Valletta is a city that’s waking up and re-donning its glad rags after a period of hibernation. Hoards of the population left after the war and much of the city sat unused for years, fading into disrepair. Nowadays that’s changing. The grand palazzos and colourful balconies are being restored to their finest and young artists are flocking to the capital to re-claim its bohemian potential. In 2018, it will hold the crown of European Capital of Culture, which is further fuelling the energy that’s being put into the artistry of the UNESCO city. It’s an exiting place to be right now and I definitely recommend it for a city break. Here are some tips to get you started.
Valletta sits on the coast of Malta and is surrounded by impressive walls up to 47 meters tall. It overlooks Grand Harbour on one side and Marsamxett Harbour on the other so you often have a sea view. The most touristy areas are around the Cathedral but everyday life is found in the masses of narrow back streets. It’s small and simple to walk but also very hilly.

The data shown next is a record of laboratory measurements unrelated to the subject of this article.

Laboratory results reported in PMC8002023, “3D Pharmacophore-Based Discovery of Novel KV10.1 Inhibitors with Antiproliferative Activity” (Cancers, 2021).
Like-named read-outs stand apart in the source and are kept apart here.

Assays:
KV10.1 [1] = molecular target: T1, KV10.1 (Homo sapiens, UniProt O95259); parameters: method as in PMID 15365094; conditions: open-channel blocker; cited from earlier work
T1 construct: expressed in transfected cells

Outside the city walls are smaller towns that back onto Valletta and create a bigger sprawl. Off these, the modern and lively Sliema and St.Julian’s are the main hotbeds for tourists, while the three cities (Vittoriosa, Senglea and Cospicua) offer quiet, historical centres and a welcome respite from the crowds.
Things to do
As you wander the street of Valletta, be sure to look up. Some of the best architectural features – the balconies, the statues, the details – are high up on the buildings.
Visit St.John’s Co-Cathedral
I don’t always visit the major sites of a city, but the incredibly ornate St John’s Co-Cathedral is definitely worth a look not least for the two Caravaggio paintings it holds inside. Valletta was built by the Order of the Knights of St.John and this cathedral is a prime example of how rich and lavish they were.
Enjoy the gardens